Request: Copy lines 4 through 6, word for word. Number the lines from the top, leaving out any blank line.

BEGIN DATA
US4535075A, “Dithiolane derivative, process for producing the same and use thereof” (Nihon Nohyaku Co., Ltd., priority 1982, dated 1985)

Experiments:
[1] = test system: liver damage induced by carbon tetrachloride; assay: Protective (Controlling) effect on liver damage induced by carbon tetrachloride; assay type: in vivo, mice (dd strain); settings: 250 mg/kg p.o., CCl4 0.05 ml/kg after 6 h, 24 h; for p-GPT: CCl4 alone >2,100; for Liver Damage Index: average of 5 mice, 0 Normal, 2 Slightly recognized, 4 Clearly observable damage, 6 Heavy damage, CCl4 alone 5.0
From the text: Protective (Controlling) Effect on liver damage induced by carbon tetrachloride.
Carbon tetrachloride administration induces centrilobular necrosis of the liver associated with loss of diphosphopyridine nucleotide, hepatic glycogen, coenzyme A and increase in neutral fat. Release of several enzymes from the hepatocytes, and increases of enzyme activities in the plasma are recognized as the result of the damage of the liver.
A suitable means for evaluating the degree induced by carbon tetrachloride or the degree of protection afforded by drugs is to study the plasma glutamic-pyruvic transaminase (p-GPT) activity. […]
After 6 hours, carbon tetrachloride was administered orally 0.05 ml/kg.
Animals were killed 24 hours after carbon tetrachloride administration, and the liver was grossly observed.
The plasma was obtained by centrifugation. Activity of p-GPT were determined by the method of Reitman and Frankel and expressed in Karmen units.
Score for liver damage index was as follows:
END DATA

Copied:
From the text: Protective (Controlling) Effect on liver damage induced by carbon tetrachloride.
Carbon tetrachloride administration induces centrilobular necrosis of the liver associated with loss of diphosphopyridine nucleotide, hepatic glycogen, coenzyme A and increase in neutral fat. Release of several enzymes from the hepatocytes, and increases of enzyme activities in the plasma are recognized as the result of the damage of the liver.
A suitable means for evaluating the degree induced by carbon tetrachloride or the degree of protection afforded by drugs is to study the plasma glutamic-pyruvic transaminase (p-GPT) activity. […]